Mr. Dichman to Mr. Evarts.
Bogota , July 2, 1879. (Received August 7, 1879.)
Sir: During the last two weeks of the extra session of Congress, which body adjourned sine die on last Monday, the 30th of June, a law was enacted on the subject of the custody of the registers of foreign vessels in the ports of Colombia, a copy and translation of which are inclosed, and which I trust will be found a satisfactory general disposition of this long pending question.
In the examination of this, law, which is known as the law 40, of 1879, reforming the law 60, of 1875, I beg to invite reference to my dispatches No. 34, of January 15, 1879, and No. 62, of March 31, 1879, with incisures, as well as sections 4209, 4210, 4211, and 4309 Revised Statutes of [Page 290] the United States, and paragraphs 118 to 124, and forms 13 and 14 United States Consular Regulations.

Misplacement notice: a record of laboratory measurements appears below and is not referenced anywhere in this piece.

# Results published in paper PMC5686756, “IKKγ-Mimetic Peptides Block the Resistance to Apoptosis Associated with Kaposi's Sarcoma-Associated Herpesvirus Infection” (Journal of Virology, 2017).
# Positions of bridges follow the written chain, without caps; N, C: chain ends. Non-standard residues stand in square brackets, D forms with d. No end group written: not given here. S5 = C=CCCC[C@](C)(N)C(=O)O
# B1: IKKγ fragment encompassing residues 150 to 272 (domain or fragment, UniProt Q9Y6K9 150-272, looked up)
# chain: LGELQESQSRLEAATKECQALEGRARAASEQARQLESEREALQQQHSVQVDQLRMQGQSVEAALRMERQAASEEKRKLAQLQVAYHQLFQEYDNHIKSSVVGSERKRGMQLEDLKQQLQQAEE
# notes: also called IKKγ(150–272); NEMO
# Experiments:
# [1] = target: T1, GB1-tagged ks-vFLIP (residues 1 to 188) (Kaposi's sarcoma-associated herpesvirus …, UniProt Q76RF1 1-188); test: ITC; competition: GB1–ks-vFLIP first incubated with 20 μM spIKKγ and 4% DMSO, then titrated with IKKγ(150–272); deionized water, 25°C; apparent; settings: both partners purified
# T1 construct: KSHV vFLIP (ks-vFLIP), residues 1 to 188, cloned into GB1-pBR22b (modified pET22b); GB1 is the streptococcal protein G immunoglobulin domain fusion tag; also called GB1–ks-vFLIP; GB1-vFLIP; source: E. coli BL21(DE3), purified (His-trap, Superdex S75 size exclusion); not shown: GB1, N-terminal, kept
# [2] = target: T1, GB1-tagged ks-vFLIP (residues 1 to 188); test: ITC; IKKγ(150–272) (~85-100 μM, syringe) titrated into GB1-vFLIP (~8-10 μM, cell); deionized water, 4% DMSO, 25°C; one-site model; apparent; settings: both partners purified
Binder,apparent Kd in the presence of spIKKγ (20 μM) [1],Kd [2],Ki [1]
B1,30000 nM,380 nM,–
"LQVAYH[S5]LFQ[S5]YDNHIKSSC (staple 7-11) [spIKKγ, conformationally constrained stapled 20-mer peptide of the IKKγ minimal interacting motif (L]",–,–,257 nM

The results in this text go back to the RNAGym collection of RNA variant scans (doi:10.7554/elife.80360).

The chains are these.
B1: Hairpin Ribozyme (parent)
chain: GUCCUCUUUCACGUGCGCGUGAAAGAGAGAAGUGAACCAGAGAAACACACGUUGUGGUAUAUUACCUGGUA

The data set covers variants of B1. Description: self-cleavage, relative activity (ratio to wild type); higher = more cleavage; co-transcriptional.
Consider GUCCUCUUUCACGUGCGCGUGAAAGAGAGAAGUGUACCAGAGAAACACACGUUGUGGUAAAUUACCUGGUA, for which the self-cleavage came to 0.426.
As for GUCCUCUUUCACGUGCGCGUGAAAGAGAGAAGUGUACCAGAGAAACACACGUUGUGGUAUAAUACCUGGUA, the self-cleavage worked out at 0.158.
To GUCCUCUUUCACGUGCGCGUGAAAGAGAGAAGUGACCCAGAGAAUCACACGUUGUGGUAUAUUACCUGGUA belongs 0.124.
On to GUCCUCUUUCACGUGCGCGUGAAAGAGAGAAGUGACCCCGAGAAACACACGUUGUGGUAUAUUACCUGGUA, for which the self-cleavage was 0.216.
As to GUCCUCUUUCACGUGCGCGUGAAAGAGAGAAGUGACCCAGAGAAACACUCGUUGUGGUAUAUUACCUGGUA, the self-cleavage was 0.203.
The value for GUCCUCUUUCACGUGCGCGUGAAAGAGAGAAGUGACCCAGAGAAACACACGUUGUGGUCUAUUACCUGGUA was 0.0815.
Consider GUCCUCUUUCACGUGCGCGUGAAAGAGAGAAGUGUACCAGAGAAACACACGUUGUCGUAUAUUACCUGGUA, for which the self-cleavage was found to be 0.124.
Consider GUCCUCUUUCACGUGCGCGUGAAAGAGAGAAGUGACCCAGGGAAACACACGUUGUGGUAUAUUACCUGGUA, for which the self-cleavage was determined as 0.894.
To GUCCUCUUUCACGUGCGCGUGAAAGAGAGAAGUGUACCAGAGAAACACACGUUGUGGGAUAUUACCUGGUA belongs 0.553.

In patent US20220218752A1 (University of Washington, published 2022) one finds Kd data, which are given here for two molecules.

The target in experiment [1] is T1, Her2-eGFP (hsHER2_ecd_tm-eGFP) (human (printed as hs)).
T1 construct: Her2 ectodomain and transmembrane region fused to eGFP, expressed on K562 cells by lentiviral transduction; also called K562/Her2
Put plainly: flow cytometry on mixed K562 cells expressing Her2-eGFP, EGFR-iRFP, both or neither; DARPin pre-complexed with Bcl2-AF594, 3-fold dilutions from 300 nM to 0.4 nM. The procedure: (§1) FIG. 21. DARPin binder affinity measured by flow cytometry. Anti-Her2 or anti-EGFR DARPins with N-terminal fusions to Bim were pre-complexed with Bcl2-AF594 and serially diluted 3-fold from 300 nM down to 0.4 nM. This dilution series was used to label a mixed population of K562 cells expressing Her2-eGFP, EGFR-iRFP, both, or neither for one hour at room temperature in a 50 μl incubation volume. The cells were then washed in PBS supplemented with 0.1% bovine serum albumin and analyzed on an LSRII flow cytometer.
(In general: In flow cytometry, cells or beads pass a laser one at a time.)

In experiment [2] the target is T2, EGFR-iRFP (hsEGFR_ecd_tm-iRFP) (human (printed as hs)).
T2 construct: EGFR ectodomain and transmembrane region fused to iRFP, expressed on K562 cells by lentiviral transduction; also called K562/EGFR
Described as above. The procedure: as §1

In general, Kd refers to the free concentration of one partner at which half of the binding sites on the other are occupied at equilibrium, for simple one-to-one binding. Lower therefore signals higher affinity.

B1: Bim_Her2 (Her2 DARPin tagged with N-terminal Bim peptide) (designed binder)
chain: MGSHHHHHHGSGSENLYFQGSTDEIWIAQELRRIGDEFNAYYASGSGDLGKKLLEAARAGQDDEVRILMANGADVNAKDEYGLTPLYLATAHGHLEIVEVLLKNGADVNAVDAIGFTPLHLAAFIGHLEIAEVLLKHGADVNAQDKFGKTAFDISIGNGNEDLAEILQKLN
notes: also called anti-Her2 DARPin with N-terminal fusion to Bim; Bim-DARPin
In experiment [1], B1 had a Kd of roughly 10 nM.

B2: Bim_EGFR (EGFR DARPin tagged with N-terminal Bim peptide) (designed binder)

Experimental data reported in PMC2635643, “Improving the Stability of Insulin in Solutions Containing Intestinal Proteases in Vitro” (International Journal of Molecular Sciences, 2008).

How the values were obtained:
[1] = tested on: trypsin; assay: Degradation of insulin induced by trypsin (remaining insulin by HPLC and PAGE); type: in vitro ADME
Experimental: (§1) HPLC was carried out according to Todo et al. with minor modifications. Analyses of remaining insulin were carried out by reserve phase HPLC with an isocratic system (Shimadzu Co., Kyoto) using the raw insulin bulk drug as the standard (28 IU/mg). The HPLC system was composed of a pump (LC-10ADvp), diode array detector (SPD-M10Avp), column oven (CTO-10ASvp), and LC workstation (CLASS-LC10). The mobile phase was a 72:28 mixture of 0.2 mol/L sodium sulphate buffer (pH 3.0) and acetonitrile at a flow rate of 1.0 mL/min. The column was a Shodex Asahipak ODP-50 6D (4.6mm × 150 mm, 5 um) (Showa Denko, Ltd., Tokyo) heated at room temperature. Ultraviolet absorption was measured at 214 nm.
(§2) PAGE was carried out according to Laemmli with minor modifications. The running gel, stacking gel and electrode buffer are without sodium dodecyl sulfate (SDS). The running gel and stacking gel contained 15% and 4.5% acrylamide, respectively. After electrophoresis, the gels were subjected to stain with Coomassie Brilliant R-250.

It will be seen that the new Colombian law is substantially a translation of the law of the United States on the same subject.
The first article provides that the captain of a foreign merchant-vessel shall exhibit the papers of his ship to the collector of customs or inspector of the port, and deposit them immediately with the consul of his nation.
A question having been raised as to the meaning of the word “present,” used in the first article of the protocol, forwarded with my No. 34, it was determined to remove all doubt by using the word “exhibit” in the draft of the law.
I deem it but just to state in this connection that the president and the secretary of foreign relations lost no opportunity in prevailing on Congress to take the proper steps in this matter.
I am, &c.,